Failure to prioritize trafficking, widespread corruption, and sweeping legal and judicial reforms hampered effective law enforcement. Observers reported endemic corruption and alleged complicity in trafficking crimes by government officials, particularly with officials exploiting minors while in the care of government-managed placement centers and acting as accomplices to traffickers. The manager of a government placement center in a southern Romanian town allegedly engaged in sex trafficking of the children in his/her care. Nonetheless, the government did not report any investigations, prosecutions, or convictions of government employees complicit in trafficking offenses. Furthermore, recently adopted changes to the criminal code could diminish the capacity of police to gather evidence in various types of criminal investigations, including trafficking cases. New legal provisions on the early retirement of police officers required 30 percent of the workforce to retire, resulting in overextended officers handling multiple cases simultaneously and struggling to build strong cases for prosecutors. Additionally, a new law reducing prison sentences for prisoners held in inappropriate conditions resulted in the early release of more than 500 convicted traffickers from prison during the reporting period.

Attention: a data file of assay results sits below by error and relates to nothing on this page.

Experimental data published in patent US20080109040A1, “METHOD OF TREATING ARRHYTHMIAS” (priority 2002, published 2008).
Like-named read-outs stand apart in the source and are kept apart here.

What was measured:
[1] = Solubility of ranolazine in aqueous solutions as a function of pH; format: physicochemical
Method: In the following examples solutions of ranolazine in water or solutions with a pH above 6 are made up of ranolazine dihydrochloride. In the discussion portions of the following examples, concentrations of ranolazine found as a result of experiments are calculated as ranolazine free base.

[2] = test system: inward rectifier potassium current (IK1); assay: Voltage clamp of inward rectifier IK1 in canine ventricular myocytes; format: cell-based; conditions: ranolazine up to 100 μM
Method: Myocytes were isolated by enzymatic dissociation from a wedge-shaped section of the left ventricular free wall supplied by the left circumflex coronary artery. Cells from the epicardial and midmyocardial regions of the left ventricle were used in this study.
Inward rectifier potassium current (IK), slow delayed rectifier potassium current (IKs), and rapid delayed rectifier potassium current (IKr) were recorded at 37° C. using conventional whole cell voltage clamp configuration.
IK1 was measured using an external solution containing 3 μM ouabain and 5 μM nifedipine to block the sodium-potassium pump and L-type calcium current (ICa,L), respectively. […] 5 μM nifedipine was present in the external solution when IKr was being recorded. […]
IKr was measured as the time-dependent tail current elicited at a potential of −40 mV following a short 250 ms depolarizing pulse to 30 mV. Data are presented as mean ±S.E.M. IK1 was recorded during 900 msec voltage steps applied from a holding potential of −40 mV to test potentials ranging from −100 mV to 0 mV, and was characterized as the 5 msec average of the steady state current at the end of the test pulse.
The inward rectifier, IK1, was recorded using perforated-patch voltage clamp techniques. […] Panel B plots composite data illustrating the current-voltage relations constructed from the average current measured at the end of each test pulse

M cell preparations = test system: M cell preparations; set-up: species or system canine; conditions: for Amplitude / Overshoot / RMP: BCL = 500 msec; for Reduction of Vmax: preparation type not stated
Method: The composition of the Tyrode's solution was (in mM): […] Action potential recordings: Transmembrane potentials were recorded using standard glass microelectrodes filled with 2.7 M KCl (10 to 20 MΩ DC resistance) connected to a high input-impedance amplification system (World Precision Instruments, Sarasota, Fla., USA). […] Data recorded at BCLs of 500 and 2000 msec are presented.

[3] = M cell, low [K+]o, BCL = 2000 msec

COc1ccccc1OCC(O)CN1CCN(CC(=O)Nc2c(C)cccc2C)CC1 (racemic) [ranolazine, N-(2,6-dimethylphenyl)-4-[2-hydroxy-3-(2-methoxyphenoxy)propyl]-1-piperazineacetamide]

Knowledge gaps limited prosecution efforts. NGOs reported many police officers and judges lacked specialized training and sensitivity toward sex trafficking cases and trafficking issues, including a basic understanding of trafficking. Judges typically did not differentiate between prostitution and sex trafficking as distinct crimes, which had detrimental effects on sentencing for perpetrators and compensation for victims. Additionally, observers frequently criticized police, particularly in rural areas and small towns, for being unaware of the exploitation potential in prostitution, leading to a failure to check for indicators of force, fraud, or coercion when encountering individuals in prostitution, including minors. While the government mostly used donor funding to train police and prosecutors, it organized a series of anti-trafficking training programs for 25 border police officers during the reporting period.